These two seem quite interchangeable—is it so or is it just me unable to comprehend the difference?
The meanings are close, but I think the main difference is the context in which each is used.
Per se, meaning 'in itself' is used in sentences such as this, from the OED:
1992 New Republic 13 July 4/3 Real conservatives do not reject homosexuality per se (in itself) so much as they reject victimology.
Ipso facto meaning 'the fact itself', or 'the fact alone' tends to be used by lawyers in statements such as:
Possession of a vehicle's registration document is not ipso facto (by that fact alone) evidence of ownership.
The word fact looks like the obvious English translation of facto, but it doesn't quite capture the meaning of the Latin. The root is the verb facere which means to do or to make. So factum literally means a/the thing that is/was done/made. The English word "fact" also includes more abstract ideas. "All triangles have three sides" is a fact in English, but not really a factum in Latin.
Ipso facto is used to present one fact as a reason for another, whereas per se is used to narrow a noun.
To expand upon the examples that WS2 offers:
- ipso facto relates vehicle registration to vehicle ownership.
- per se narrows homosexuality to exclude victimology. (Obviously I'm just using the example as given here.)
The term per se means the thing itself, to the exclusion of anything implied, derived, construed, or represented. The very thing named.
"It's not that I dislike cats per se. But I am allergic to them."
Lacking context, I would label this term "philosophical" in nature. (The nature of a thing.)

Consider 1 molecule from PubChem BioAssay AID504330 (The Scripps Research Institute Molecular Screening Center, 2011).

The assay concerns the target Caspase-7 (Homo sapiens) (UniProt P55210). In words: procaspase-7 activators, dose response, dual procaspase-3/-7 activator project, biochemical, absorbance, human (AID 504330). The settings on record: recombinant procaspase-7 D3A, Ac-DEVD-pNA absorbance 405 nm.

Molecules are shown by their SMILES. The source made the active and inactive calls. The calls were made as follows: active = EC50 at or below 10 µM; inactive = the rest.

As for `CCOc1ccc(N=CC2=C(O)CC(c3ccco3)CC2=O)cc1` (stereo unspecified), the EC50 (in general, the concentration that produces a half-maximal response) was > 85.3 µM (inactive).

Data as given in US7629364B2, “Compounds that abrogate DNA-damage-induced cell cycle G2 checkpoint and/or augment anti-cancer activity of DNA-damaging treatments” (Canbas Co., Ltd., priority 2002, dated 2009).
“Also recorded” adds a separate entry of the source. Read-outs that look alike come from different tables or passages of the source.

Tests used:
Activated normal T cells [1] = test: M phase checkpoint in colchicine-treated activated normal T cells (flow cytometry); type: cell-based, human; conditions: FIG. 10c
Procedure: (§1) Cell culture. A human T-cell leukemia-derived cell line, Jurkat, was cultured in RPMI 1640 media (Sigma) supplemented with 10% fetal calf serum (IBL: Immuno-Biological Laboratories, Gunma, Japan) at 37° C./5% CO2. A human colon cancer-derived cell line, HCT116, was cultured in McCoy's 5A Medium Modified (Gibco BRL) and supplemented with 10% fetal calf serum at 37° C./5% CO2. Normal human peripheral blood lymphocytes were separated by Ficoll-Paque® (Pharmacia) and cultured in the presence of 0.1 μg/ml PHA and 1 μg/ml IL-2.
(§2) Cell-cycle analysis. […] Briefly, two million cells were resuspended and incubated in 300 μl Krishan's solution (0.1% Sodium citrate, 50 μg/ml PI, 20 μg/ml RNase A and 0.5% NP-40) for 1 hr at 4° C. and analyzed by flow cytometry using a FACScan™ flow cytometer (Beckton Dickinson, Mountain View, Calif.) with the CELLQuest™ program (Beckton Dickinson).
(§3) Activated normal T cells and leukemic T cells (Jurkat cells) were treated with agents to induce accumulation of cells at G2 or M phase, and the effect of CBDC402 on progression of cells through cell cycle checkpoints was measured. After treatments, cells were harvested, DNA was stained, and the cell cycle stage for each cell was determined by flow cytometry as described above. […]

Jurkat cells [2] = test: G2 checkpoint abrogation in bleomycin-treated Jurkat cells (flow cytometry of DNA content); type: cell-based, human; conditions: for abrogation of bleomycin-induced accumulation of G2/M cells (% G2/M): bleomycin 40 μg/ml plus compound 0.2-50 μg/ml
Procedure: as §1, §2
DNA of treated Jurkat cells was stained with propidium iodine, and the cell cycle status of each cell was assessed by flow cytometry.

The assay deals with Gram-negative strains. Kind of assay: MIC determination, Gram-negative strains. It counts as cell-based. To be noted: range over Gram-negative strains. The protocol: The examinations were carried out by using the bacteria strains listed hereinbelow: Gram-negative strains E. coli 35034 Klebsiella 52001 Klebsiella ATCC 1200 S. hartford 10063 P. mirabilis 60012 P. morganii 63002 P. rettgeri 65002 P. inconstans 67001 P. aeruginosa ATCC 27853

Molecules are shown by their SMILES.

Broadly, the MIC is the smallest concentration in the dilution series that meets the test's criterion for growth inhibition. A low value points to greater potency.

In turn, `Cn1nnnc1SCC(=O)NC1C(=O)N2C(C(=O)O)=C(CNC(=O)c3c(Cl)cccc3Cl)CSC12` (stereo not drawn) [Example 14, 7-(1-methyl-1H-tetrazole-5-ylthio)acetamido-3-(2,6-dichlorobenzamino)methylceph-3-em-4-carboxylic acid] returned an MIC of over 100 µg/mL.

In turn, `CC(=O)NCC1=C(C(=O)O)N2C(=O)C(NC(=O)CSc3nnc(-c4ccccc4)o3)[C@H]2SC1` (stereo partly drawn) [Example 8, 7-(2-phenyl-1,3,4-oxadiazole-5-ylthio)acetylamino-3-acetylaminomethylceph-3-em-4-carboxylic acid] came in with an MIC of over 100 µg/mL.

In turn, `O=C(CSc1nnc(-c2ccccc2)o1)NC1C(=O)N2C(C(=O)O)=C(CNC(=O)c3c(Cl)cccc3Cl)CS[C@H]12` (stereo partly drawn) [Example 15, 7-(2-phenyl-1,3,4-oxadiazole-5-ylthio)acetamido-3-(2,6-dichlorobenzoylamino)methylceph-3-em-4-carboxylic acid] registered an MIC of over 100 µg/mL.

The term ipso facto implies a causality, one thing being named having another thing as a necessary consequence due to the first thing's existence.
"The goods were found in his possession, ipso facto he was involved in some way."
(Bad example but I cannot come up with a better one right now.)
Lacking context, I would label this term "judicial" in nature. (The meaning / consequence of a thing.)
Ipso facto is less common in my experience and always has the meaning of 'in and of itself, without extraneous factors'. "That the delegates could come to an agreement indicates ipso facto that they acknowledged..."
Per se can also have this meaning, which is what it originally meant in Latin, but it is commonly used now to mean 'as expected, exactly, technically, as such'. "The witness didn't answer the question per se, but he did imply..."
People have said variations of this, but no one seems to have said clearly:
Per se refers to things, whereas ipso facto refers to facts. Things exist (or don't); facts are true or false.
Look at all the examples provided:
- Possession of a smoking gun is not ipso facto evidence of guilt.
- Possession is a fact: it is either true or false that the defendant possesses a smoking gun.
- Real conservatives do not reject homosexuality per se (in itself) so much as they reject victimology.
- Homosexuality is a thing: it either exists or it doesn't.
- That the delegates could come to an agreement indicates ipso facto that they acknowledged...
- Whether the delegates could come to an agreement is a fact: they either could or could not come to an agreement.
- It's not that I dislike cats per se. But I am allergic to them.
- Cats are a thing: they either exist or don't.
I had to read this thread a few times over to get it.